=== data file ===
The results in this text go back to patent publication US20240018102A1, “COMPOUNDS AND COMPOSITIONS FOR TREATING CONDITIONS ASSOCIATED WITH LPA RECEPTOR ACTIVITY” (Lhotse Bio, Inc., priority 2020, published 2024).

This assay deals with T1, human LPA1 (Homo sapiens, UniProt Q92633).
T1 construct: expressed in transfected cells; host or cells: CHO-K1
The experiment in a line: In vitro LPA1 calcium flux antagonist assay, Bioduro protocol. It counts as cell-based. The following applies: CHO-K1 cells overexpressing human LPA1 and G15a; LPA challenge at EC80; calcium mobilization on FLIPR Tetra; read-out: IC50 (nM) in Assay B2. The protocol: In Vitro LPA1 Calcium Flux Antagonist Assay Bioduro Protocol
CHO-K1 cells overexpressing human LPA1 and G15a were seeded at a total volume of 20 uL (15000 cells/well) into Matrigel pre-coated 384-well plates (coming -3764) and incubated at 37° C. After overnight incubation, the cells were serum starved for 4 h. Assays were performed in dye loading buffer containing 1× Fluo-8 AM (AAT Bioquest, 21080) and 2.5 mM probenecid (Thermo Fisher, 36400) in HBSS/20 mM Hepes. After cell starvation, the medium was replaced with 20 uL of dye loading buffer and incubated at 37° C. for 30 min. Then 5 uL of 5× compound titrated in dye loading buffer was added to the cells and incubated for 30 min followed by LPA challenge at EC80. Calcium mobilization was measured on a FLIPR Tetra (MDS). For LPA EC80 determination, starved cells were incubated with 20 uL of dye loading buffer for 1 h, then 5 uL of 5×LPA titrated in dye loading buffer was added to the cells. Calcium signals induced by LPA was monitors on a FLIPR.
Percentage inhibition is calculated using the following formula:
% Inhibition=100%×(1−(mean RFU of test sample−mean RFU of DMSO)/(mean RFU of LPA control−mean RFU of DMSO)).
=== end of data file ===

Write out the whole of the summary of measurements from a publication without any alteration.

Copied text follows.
The results in this text go back to patent publication US20240018102A1, “COMPOUNDS AND COMPOSITIONS FOR TREATING CONDITIONS ASSOCIATED WITH LPA RECEPTOR ACTIVITY” (Lhotse Bio, Inc., priority 2020, published 2024).

This assay deals with T1, human LPA1 (Homo sapiens, UniProt Q92633).
T1 construct: expressed in transfected cells; host or cells: CHO-K1
The experiment in a line: In vitro LPA1 calcium flux antagonist assay, Bioduro protocol. It counts as cell-based. The following applies: CHO-K1 cells overexpressing human LPA1 and G15a; LPA challenge at EC80; calcium mobilization on FLIPR Tetra; read-out: IC50 (nM) in Assay B2. The protocol: In Vitro LPA1 Calcium Flux Antagonist Assay Bioduro Protocol
CHO-K1 cells overexpressing human LPA1 and G15a were seeded at a total volume of 20 uL (15000 cells/well) into Matrigel pre-coated 384-well plates (coming -3764) and incubated at 37° C. After overnight incubation, the cells were serum starved for 4 h. Assays were performed in dye loading buffer containing 1× Fluo-8 AM (AAT Bioquest, 21080) and 2.5 mM probenecid (Thermo Fisher, 36400) in HBSS/20 mM Hepes. After cell starvation, the medium was replaced with 20 uL of dye loading buffer and incubated at 37° C. for 30 min. Then 5 uL of 5× compound titrated in dye loading buffer was added to the cells and incubated for 30 min followed by LPA challenge at EC80. Calcium mobilization was measured on a FLIPR Tetra (MDS). For LPA EC80 determination, starved cells were incubated with 20 uL of dye loading buffer for 1 h, then 5 uL of 5×LPA titrated in dye loading buffer was added to the cells. Calcium signals induced by LPA was monitors on a FLIPR.
Percentage inhibition is calculated using the following formula:
% Inhibition=100%×(1−(mean RFU of test sample−mean RFU of DMSO)/(mean RFU of LPA control−mean RFU of DMSO)).